Last week I attended the World Land Trust summer do and was elected as a council member. I try to avoid getting roped in to too many wildlife NGOs just because I don’t really have the time to devote to them and it is invidious to choose one over any others. But I made an exception for the World Land Trust.
Why? Well, several reasons. They are a bit different – they buy land abroad to safeguard nature but don’t hang on to it but find a local partner who will take on the delights and trials of land ownership and then WLT moves on when everything is sorted out to try to sort something else out. Also, Simon Lyster, their Chair, is a charmer and I somehow found that I couldn’t say no to him. Funny that, I find it easy to say no to quite a lot of people. But mostly I said yes because WLT is full of heroes.
Chief amongst the heroes are John and Viv Burton who set the whole thing up and are the driving force behind this organisation. They are doing a wonderful job, and have done for 25 years now (which is what we were celebrating). WLT is not a bit stuffy – it has the feel of a family business about it, which in a way is what it is. There is little formality and lots of smiling, a little bit of flying by the seat of the pants but a real, absolute passion for nature. That’s what heroes are made of for me! The challenge will come, eventually, for the organisation and for the Burtons as to how to hand over the reins to others.
I met lots of old (and we are getting older, but what I mean is long-standing) friends too. I sat in the council meeting between someone who doodles and Richard Porter. Next down the line was Sue Wells and in the room were Alan Martin and Elaine Shaughnessy along with others I know a little less well but with whom I am looking forward to working.
John Burton had the idea for WLT with American Gerry Bertrand – Gerry is a hero too and he was over for this event. I know Gerry from the Audubon Society (especially Massachussetts Audubon) and from BirdLife International. The RSPB gave him its prestigious RSPB Medal a few years ago too. Gerry and John hatched the idea of the WLT. Gerry spoke to us and he did it superbly – I’d forgotten what an accomplished speaker he is but this reminded me. His short speech – he left us wanting more (which is rare in a speaker) – had funny stories which weren’t amusing diversions but were there to nail a point in the trajectory of the tale. And it was all delivered with passion, humanity, clarity, seriousness and, probably, jet lag.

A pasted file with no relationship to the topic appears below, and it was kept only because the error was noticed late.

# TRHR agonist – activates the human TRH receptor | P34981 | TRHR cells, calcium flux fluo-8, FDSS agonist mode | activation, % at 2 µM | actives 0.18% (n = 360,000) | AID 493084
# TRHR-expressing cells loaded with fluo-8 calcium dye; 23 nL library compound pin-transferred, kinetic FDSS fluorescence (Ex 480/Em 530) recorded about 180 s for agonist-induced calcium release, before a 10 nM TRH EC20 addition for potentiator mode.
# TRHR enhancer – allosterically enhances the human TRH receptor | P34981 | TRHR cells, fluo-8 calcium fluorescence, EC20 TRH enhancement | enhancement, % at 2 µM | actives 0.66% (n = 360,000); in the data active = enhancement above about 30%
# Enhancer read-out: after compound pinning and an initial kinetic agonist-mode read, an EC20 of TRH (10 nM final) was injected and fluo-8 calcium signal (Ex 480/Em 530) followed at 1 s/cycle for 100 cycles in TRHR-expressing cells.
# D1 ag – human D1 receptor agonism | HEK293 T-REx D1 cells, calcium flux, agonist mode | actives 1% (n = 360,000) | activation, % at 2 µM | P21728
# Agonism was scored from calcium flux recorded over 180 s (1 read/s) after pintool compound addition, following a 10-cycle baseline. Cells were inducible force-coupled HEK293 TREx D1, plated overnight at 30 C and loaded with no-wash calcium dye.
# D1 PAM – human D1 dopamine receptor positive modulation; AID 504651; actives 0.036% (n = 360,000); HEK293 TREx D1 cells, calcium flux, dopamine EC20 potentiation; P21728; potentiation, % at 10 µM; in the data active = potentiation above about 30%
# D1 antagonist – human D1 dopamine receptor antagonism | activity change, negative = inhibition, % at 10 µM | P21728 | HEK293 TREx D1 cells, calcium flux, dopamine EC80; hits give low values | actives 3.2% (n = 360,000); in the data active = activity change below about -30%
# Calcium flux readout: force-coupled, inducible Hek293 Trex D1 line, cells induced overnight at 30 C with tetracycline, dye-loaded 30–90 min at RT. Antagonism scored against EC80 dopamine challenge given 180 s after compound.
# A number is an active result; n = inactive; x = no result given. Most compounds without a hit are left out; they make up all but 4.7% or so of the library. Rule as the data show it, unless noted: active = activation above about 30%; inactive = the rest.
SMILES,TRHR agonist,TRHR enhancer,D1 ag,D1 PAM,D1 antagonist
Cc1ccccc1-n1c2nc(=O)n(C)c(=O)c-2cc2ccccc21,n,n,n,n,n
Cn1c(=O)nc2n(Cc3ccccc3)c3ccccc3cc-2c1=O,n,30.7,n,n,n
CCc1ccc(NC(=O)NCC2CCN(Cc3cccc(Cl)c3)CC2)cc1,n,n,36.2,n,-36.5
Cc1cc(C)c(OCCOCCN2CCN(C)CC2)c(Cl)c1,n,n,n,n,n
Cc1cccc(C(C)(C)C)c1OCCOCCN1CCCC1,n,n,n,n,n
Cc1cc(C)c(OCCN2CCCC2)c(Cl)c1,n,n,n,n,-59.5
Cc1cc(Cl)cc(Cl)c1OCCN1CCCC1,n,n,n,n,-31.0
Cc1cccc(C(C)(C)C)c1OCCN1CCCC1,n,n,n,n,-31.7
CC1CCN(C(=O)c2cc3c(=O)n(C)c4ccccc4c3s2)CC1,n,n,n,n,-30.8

I spent a few minutes with Gerry, strolling around the lovely gardens where we met and trying to find him a Song Thrush (fail!) and talking about people we knew (I’d had a beer with (Sir) Graham Wynne the previous evening), climate change politics in the USA and the UK and Passenger Pigeons. Gerry immediately started promoting Martha to other trustees and council members. What a guy!
But I met a bunch of other heroes too – the WLT staff. I’m sure they are all heroes but I haven’t yet worked out which are the biggest ones. It was really nice starting to get to know such an enthusiastic lot of conservationists. We had presentations and chats and all were very friendly, enthusiastic and knew what they were doing. I’ll look forward to getting to know them better over time.
And that doodler was – Bill Oddie. He kept up a sotto voce commentary on the progress of the meeting which made me smile. And he is a bit of a hero too.